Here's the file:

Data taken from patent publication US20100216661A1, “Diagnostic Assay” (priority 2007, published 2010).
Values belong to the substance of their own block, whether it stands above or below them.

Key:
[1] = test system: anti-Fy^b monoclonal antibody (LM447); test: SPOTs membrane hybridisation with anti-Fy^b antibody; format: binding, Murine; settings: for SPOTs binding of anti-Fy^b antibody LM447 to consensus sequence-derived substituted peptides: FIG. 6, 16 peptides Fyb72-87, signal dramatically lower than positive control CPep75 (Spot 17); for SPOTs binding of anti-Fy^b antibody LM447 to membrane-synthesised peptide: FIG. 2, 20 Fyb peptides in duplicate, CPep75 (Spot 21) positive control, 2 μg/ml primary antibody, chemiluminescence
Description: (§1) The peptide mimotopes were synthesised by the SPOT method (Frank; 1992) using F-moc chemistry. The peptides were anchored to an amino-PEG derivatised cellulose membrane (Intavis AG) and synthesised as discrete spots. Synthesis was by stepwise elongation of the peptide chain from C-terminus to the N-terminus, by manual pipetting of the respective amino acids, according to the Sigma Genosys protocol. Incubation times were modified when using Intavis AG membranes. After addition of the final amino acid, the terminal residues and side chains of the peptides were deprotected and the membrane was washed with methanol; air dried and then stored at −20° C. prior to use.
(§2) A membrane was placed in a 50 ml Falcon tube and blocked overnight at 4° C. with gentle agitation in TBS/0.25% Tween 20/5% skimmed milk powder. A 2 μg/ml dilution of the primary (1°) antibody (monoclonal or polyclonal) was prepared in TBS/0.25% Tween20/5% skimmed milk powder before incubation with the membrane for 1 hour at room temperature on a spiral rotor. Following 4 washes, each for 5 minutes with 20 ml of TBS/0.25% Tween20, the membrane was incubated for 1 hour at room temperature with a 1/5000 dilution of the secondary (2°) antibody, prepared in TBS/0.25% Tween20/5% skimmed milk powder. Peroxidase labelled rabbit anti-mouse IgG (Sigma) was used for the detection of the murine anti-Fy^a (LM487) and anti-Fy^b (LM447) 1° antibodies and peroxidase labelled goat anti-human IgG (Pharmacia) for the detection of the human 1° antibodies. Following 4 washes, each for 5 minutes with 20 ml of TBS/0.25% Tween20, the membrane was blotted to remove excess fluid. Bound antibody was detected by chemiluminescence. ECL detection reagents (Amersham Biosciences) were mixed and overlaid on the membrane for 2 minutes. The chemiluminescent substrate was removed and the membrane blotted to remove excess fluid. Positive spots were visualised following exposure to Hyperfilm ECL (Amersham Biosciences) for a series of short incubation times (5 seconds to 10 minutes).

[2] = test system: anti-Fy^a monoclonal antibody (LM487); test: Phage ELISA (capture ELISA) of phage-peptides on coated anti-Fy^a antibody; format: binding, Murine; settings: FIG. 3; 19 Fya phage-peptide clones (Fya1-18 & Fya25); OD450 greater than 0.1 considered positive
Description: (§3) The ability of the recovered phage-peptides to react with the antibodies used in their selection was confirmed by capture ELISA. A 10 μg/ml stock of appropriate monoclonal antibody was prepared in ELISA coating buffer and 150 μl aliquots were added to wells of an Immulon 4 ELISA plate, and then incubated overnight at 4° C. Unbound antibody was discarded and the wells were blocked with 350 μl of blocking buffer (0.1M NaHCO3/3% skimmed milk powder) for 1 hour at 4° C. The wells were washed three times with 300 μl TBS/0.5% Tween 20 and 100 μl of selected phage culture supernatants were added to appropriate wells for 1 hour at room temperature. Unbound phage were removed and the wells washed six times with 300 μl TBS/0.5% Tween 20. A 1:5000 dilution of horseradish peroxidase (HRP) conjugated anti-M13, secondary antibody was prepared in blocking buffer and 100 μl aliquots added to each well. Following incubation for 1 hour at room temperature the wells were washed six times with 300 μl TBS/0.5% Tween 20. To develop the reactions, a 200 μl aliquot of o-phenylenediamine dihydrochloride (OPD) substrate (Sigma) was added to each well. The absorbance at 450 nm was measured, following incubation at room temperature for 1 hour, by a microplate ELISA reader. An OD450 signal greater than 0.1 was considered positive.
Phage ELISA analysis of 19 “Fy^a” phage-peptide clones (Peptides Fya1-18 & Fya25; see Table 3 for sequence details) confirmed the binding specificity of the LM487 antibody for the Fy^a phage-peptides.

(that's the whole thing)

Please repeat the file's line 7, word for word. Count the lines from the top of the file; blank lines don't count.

[2] = test system: anti-Fy^a monoclonal antibody (LM487); test: Phage ELISA (capture ELISA) of phage-peptides on coated anti-Fy^a antibody; format: binding, Murine; settings: FIG. 3; 19 Fya phage-peptide clones (Fya1-18 & Fya25); OD450 greater than 0.1 considered positive